Let’s stop talking about customer loyalty

by Guest Contributor Dr Susanne O'Gorman | June 12, 2019

Author: Dr Susanne O'Gorman

Dr Susanne O'Gorman
Insights Division, Kantar
Global Head of Customer Experience

A couple of weeks ago I came across an article titled “The Death Of Brand Loyalty”. The author argues that because of a generational shift the concept of loyalty has lost relevance and nowadays it’s all about constant change. But is that really true?

While reading this article I was standing on the platform waiting for my train. It has not arrived when scheduled. Even after 30 minutes there is no announcement saying it is late. I opened each of my three public transport apps in a desperate attempt to find out whether I would be in time for my meeting and the one thought going through my mind is, ‘No, the real reason for customer churn is simply that many brands today don’t provide a customer experience that makes people stay with them’. If I could have found an alternative to that train I would have taken it!


The concept of loyalty in itself is coming from the wrong perspective. We hope and expect our friends, partners, spouses to be loyal to us and companies want their customers to be loyal to them. Whereas the appropriate question should be, what do I need to do to make my customer stay, spend more with me and recommend me to their friends? And this is where the problems start. Kantar’s most recent CX+ report for banks in France showed that less than half of all banking customers receive relevant advice and information from their banks, only one third felt appreciated as a customer and a small minority of 16 percent stated they were delighted with the last interaction. 

I don’t dispute that there is a generational shift taking place. Expectations of consumers are changing rapidly across generations and countries. And this makes it even more urgent for brands to stop talking about customer loyalty and start to become customer-centric. Customer-centricity in its true definition (and not just as a buzzword) implies setting up an organisation from an ‘outside-in’ perspective: the customer is at the heart of the organisation, the company is organised around customer journeys rather than (often siloed) functions. Customer feedback is made available to everyone in the organisation so that the customer literally has a seat at the table.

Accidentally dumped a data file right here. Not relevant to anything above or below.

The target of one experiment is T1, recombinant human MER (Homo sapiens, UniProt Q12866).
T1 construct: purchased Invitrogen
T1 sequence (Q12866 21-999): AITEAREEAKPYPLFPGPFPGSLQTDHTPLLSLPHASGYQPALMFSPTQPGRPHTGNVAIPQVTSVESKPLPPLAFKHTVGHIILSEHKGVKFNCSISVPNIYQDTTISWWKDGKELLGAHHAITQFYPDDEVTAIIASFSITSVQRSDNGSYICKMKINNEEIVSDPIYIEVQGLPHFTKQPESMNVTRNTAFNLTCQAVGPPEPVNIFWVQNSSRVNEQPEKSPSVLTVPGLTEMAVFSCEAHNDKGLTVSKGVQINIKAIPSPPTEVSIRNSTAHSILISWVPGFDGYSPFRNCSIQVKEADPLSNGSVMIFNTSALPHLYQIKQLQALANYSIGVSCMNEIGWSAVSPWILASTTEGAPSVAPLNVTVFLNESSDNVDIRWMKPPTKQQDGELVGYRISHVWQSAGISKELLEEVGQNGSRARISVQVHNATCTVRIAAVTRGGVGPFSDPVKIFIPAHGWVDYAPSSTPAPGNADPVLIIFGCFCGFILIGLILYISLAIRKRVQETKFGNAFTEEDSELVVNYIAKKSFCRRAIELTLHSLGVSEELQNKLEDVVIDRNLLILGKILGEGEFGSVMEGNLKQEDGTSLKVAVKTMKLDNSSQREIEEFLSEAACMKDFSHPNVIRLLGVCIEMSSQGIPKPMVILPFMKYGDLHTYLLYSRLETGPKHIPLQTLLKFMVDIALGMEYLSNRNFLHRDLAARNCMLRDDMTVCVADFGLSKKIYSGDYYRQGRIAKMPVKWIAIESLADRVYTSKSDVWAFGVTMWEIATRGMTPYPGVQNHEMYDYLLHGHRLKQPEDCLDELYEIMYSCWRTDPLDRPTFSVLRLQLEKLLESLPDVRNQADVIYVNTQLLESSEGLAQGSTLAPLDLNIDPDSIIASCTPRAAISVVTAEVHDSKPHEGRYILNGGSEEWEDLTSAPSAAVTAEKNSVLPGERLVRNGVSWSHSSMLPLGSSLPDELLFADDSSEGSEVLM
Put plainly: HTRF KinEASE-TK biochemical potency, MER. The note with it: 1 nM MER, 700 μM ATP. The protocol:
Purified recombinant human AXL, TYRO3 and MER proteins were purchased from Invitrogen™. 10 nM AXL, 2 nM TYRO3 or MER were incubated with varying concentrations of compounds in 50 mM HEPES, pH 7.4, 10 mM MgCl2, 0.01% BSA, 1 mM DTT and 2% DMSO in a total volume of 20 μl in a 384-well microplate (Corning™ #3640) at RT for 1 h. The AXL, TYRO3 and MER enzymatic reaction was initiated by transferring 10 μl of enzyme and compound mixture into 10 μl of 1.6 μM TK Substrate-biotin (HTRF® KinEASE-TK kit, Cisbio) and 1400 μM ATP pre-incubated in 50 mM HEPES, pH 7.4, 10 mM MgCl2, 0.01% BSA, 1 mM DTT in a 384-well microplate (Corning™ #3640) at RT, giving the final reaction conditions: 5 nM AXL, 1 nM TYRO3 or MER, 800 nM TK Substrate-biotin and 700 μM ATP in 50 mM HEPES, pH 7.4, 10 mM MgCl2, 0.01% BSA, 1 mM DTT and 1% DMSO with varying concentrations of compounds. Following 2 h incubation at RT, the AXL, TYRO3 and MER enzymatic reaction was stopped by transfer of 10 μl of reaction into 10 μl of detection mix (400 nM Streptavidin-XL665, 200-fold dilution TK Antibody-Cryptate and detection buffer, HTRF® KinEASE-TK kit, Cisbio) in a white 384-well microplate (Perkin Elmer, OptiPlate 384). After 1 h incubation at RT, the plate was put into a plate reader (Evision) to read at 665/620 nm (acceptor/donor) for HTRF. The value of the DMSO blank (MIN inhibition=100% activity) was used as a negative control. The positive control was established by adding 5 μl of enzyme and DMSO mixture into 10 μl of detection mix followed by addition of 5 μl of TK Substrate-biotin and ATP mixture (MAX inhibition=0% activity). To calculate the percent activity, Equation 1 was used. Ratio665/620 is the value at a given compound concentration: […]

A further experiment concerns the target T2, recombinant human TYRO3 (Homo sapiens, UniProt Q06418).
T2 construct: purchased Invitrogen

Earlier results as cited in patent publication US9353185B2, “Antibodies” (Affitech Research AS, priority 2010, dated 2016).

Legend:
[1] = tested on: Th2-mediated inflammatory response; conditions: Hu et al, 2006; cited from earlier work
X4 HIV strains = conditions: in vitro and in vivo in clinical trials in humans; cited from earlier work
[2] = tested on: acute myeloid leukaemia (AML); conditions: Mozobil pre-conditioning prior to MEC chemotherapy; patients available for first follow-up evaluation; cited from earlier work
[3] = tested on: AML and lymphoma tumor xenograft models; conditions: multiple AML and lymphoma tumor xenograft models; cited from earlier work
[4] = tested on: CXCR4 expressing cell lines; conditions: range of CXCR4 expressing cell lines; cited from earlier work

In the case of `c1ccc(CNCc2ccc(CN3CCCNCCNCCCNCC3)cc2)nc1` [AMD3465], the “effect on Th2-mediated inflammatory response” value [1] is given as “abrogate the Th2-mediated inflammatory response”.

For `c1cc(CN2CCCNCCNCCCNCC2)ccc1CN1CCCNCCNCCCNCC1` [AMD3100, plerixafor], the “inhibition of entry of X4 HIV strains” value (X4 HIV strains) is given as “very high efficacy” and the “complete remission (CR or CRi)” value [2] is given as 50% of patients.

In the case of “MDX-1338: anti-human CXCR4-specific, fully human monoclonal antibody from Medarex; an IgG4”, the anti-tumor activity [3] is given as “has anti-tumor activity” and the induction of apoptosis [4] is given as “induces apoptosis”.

And finally, true customer-centricity is achieved when brands manage to engage their customers emotionally. Those French banking customers who felt appreciated showed 12 time higher preference for their brands. The times of simply delivering what is expected have long gone. In an age of experience, we need to do more than just meet needs – and that is real generational shift happening right now.

So, what do you think is responsible for the apparent decline in brand loyalty? Please share your thoughts.


Leave a comment
  1. Erik Haroldson, June 17, 2019
    I also think 'loyalty' can be a misleading mindset as it can suggest monogamy. We know consumers have a repertoire, and buy from more than one brand.  I love Byron Sharp's summary in his book "How Brands Grow Part II" that rather than thinking of them as "your customers"...think of them as "other company's customers who sometimes buy from you."   In this case, you can't take anything for granted - and have to win customers constantly - and do things to make them want to buy from you as Susanne suggests - and being 'customer-centric' rather than loyalty centric.
  2. Nick Tucker, June 13, 2019

    The vastly reduced barriers to switching in many categories is probably also a big factor. The ease of being able to assess the quality of another brand via ecommerce ratings and reviews removes the risk of switching that used to keep people 'loyal'. They weren't really loyal, they just didn't know if the alternatives were any different or better. Now they do.

    The only place this doesn't apply is where there is no choice, like in your train example. 

    So I agree, rather than trying to hold on to the 'loyalty' that was driven by risk-aversion, brands need to actually deliver so strongly to customers that there is no interest in trying another brand. Customers who actually love being a customer of the brand.

  3. Jan Mulder, June 13, 2019
    Interesting approach. But if it is all about emotion, shouldn't the question be 'who' is responsible for the decline, rather than the impersonal 'what' is responsible for the decline?

    Leave a comment